The Japan Times, April 23, 1999

ETHIOPIAN FOSSILS

New hominid species may be link to ape-man

Fossils found in Ethiopia dating back 2.5 million years belong to a new hominid species that could be a direct ancestor of modern humans, an international team of scientists said in a U.S. science weekly released Friday.
Butchered animal remains found at the same geological layer suggest early humans, possibly the same species, used tools to extract meat from large mammals much earlier than previously believed, according to a report in the journal Science.
The scientists said the species, with humanlike leg proportions, "may be a direct human ancestor and an evolutionary link between the apeman, Australopithecus, and the genus Homo."
They also said the species is descended from the more primitive Australopithecus afarensis - commonly known as Lucy, naming the species Australopithecus garhi, from a native word meaning "surprise."
It was identified by examining cranial, tooth and limb remains found between 1996 and late 1998 near the village Bouri in the Middle Awash Desert region, 250 km northeast of Addis Ababa.
"No one predicted garhi," said Tim White, a U.S. biologist at the University of California, Berkeley, and coleader of the team with Berhane Asfaw, an Ethiopian researcher at the Rift Valley Research Service.
The team, which includes Gen Suwa, associate professor at the University of Tokyo, had been looking for an ape-man species known to have inhabited southern Africa 2 to 3 million years ago - the best candidate for an immediate human forebear.
What they found instead were hominid remains possessing intermediate evolutionary characteristics - with forearms as long as Lucy's, found 3.2 million years ago, but with long thigh bones already seen in the remains of early humans found 1.7 million years ago.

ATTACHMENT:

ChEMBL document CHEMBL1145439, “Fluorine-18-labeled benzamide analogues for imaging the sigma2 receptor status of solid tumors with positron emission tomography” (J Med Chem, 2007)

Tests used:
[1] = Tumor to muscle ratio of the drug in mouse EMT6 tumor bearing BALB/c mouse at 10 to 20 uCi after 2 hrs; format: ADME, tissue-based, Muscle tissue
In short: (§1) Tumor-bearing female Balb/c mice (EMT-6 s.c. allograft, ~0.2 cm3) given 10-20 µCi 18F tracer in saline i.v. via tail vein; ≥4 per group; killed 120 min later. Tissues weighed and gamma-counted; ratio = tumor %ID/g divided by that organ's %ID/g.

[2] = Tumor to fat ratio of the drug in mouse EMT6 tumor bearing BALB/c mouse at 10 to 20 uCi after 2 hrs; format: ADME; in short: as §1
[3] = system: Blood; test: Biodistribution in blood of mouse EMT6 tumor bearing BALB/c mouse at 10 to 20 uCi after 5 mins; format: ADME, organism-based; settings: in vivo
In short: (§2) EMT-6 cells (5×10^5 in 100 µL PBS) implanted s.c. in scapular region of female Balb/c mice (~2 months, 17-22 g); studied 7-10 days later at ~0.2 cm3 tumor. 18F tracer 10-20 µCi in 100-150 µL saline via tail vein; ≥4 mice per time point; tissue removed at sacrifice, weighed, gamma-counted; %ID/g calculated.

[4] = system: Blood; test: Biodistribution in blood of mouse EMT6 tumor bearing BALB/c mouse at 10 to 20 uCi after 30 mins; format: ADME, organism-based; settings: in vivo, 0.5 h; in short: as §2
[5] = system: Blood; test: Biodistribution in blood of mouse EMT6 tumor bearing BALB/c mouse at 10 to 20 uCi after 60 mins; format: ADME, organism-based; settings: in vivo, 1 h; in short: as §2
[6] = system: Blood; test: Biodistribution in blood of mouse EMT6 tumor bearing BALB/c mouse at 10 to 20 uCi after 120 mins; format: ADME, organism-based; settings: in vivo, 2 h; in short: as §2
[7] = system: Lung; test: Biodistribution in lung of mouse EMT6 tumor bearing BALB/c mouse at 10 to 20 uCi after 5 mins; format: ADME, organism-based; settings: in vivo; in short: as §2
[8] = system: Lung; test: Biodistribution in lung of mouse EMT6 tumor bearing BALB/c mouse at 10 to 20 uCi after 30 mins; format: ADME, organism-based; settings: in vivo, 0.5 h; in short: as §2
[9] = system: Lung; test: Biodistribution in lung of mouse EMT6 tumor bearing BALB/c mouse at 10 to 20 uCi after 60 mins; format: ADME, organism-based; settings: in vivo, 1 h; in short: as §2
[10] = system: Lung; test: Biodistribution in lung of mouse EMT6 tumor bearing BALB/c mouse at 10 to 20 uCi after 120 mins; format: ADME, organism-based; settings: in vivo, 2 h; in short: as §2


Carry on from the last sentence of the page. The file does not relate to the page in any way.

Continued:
Also, garhi had a cranial capacity of about 450 cc, not as well developed as that of early humans. While its face projected forward like other ape-men, it had teeth larger and more advanced than afarensis.
"This combination of features has never been seen before," said White.
Antelope fossils found nearby bear cut marks that could have only been made by stone tools, while other antelope and horse bone fragments from the same layer were bashed open, presumably to extract marrow, the scientists said.
While the site, believed to have been a grassy plain surrounding a freshwater lake long ago, does not feature rocks suitable for tools, a separate dig 100 km north of the Bouri site has yielded nearly 3,000 stone tools dating back 2.5 million years.
The origin and function of those stone tools, the oldest yet found, had been a riddle to scientists, who found them two years ago.
The Bouri fossils make possible the theory that the garhi made the tools and brought them to hunt game in the Middle Awash.
"The development of stone tool technology allowed this dietary revolution," said White. "This is the earliest evidence of a key adaptation that let our ancestors spread beyond Africa."